Sloan in-studio, 2-17-10
Recording engineer: Steven Kray, with assistance from Bill St. James
For nearly twenty years now, the Halifax-born, Toronto-based quartet Sloan have been writing note-perfect power pop songs, the kind often called Beatles-esque though they probably owe more to bands like Cheap Trick and Big Star. Over the course of nine full-length releases, they’ve also managed to become staples of Canadian radio, while maintaining a cultish underground following in the U.S. Even as the band’s gotten on in years, they’ve managed a steady and prolific output, due perhaps in part to having four bonafide songwriters in the band— a fact explicitly toyed with on 2008’s Parallel Play.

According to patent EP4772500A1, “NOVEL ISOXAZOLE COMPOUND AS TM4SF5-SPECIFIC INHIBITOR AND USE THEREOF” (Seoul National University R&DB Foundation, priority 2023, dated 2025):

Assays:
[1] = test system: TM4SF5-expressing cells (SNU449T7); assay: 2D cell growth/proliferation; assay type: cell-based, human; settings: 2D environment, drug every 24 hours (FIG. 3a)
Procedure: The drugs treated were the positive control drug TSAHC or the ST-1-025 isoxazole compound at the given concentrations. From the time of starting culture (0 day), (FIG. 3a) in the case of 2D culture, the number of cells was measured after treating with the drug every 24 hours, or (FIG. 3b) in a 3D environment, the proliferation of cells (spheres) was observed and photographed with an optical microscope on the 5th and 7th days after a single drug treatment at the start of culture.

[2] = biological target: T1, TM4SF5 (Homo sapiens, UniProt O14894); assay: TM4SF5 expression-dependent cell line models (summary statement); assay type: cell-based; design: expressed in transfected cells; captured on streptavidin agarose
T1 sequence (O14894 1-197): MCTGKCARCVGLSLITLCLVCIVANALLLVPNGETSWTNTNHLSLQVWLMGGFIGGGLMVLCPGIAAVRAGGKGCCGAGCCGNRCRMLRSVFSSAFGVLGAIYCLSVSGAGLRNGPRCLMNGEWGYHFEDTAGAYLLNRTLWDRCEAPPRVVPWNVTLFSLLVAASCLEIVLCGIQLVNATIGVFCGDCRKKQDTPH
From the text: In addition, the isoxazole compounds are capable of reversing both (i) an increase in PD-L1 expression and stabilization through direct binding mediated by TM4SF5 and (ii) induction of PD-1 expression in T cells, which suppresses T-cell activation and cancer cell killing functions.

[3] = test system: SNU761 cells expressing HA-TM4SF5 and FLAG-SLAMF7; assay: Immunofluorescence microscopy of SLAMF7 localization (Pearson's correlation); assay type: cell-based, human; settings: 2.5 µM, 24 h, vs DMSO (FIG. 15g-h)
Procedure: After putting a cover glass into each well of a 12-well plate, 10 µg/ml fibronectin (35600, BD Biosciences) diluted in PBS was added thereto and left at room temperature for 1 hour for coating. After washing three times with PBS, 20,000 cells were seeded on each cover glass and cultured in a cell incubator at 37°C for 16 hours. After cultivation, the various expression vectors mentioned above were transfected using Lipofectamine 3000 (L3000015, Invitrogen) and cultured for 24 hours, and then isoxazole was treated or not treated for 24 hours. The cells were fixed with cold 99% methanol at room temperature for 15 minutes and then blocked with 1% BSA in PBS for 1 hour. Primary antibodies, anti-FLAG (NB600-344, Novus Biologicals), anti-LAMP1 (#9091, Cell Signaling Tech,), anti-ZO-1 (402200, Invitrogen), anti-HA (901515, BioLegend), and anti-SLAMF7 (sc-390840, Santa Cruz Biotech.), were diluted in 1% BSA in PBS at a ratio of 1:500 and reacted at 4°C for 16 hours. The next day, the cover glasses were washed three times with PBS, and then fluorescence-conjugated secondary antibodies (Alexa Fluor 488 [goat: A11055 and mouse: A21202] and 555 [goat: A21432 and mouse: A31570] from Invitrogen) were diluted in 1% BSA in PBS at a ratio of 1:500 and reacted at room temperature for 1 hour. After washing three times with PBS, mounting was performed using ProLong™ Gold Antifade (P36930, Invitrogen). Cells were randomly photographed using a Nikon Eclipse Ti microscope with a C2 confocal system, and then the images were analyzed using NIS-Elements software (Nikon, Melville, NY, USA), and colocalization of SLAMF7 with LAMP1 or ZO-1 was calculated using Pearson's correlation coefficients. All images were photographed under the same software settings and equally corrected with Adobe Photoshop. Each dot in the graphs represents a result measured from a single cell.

Their latest release is a retrospective of sorts: the 26-track collection B-Sides Win: extras, bonus tracks and b-sides 1992-2008 (following, as you might recall, 2005’s A-Sides Win singles collection). It’s a digital-only release available at the band’s new on-line store (including a full streaming preview), and we talk to them about that shift in creative immediacy and commerce. They also manage to touch upon the Olympics, Kiss, George Lucas and Robin Zander, among other topics, along the way, and play a stripped down trio of songs spanning their catalog.
Photos: Inger Klekacz
See the full photo set here
Video: Anthony DelCalzo / Jarratt Taylor
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